The more paranoid of visitors would have all reason to believe CeBIT 2014 is all about science-fiction as robots appear able to take care of anything from driving to even opening ceremony duties.
After all, the show was opened by a so-called "RoboThespian," an Engineered Arts creation designed for use as an educational guide. The robot was arguably the more amusing on-stage presence (in the least it was less mechanical than the "Digital Native") but alas it was too quickly carted off to make way for more human speakers.
Other robots occupying CeBIT include... pole dancers. No, really. Germany's Tobit Software decided to put the talents of British artist Gile Walker to good (?) use with a booth decked out as a nightmare club of the future compete with two robot dancers and a robot DJ with a megaphone for a head. The robot dancers are actually upgraded versions, having made a first CeBIT appearance back in 2012.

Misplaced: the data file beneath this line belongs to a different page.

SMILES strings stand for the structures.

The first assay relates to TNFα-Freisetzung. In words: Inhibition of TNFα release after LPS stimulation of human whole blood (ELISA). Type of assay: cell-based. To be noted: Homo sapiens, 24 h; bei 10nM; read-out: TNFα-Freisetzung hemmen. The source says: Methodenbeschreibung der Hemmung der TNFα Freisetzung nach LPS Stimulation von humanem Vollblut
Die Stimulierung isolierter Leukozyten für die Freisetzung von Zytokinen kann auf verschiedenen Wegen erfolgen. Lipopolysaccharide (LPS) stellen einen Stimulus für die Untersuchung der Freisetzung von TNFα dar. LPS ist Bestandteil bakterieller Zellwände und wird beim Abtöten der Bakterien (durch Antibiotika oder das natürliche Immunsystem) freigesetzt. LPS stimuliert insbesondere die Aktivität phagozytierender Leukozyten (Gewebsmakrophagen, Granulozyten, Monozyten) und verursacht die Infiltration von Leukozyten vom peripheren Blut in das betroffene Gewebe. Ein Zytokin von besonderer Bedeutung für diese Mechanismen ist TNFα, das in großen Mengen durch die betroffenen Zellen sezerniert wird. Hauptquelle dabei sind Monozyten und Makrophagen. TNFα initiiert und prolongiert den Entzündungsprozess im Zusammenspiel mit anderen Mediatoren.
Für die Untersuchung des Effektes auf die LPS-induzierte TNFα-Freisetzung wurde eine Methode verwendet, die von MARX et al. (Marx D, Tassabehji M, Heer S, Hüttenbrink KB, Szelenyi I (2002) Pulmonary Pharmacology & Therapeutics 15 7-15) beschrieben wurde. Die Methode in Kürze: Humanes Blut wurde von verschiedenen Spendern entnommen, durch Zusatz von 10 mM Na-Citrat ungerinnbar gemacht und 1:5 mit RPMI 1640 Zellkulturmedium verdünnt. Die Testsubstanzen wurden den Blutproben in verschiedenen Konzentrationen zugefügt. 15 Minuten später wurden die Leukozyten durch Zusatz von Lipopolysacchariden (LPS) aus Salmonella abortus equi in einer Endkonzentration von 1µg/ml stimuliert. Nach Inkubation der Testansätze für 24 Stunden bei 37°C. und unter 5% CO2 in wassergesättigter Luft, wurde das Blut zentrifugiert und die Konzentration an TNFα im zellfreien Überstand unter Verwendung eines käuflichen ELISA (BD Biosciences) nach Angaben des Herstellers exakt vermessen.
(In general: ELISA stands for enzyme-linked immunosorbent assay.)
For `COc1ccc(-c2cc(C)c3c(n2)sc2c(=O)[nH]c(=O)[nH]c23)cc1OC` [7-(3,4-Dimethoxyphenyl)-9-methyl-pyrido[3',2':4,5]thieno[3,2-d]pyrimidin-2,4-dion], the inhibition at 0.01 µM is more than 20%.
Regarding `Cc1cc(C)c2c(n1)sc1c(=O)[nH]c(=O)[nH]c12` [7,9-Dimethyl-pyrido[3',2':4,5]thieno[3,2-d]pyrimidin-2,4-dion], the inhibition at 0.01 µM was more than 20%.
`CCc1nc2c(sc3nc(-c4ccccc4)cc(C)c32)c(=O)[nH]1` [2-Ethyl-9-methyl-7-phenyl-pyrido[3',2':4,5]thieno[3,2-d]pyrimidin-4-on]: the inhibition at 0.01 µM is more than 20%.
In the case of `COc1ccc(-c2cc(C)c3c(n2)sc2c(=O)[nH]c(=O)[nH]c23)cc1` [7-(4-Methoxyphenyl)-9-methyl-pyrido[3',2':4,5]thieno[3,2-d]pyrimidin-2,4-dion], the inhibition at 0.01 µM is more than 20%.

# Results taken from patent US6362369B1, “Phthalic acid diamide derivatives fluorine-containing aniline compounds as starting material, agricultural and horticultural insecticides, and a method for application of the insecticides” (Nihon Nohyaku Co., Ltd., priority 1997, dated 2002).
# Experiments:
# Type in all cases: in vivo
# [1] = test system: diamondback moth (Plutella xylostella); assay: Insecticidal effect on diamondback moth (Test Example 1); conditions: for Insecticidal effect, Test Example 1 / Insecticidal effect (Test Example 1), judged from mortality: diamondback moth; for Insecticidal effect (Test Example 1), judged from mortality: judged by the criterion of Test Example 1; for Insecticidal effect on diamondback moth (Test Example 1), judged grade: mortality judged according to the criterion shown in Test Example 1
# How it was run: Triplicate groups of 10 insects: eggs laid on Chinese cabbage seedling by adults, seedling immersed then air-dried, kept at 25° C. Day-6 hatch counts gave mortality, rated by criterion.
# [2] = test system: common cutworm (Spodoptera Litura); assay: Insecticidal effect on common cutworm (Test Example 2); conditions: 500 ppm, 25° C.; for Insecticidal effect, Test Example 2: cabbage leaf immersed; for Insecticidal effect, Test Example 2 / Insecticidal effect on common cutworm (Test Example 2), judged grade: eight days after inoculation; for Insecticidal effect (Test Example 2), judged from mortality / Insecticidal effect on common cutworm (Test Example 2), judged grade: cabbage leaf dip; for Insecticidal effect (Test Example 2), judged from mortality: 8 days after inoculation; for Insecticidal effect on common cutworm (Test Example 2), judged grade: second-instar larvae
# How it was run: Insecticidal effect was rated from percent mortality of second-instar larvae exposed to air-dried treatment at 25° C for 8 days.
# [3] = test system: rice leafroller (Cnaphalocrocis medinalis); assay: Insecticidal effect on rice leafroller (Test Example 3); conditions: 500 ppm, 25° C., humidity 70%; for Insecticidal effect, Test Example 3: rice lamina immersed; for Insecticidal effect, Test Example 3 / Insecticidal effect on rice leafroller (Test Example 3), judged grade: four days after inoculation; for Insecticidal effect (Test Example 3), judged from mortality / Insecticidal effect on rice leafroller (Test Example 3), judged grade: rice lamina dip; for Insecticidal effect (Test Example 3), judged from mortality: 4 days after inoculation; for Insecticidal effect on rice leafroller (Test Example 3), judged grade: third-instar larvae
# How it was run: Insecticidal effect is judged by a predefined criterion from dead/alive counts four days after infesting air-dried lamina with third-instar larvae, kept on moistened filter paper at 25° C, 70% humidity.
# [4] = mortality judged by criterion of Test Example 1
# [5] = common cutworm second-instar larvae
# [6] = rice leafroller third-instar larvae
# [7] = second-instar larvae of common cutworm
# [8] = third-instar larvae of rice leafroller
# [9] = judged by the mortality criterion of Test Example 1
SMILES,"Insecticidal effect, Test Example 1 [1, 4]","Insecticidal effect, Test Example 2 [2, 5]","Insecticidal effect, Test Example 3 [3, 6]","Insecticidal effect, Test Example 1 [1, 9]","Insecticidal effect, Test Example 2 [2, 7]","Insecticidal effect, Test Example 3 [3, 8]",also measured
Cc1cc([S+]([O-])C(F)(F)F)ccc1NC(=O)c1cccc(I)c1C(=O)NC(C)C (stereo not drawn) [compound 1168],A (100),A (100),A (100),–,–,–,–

According to the BBC show visitors can even buy one of the robots for all of €30000.
Meanwhile the Karlsruhe Institue shows off the family-friendlier Armar, a domestic robot able to carry out chores such as pick up groceries from the fridge or empty out a dishwasher. Handy for the elderly and, of course, the lazy (such as, shamefully, this writer).
Automated vehicle technologies also show up at CeBIT-- the German Robotics Innovation Centre features the EO Smart Connecting Car, a futuristic vehicle able to shrink into tight parking spots, the Fraunhofer Institute for Integrated Systems and Device Technology shows off a system connecting cars with traffic lights (forcing cars to slow down when lights are about to change to red) and the Volkswagen automated car prototype closed the show's opening ceremony.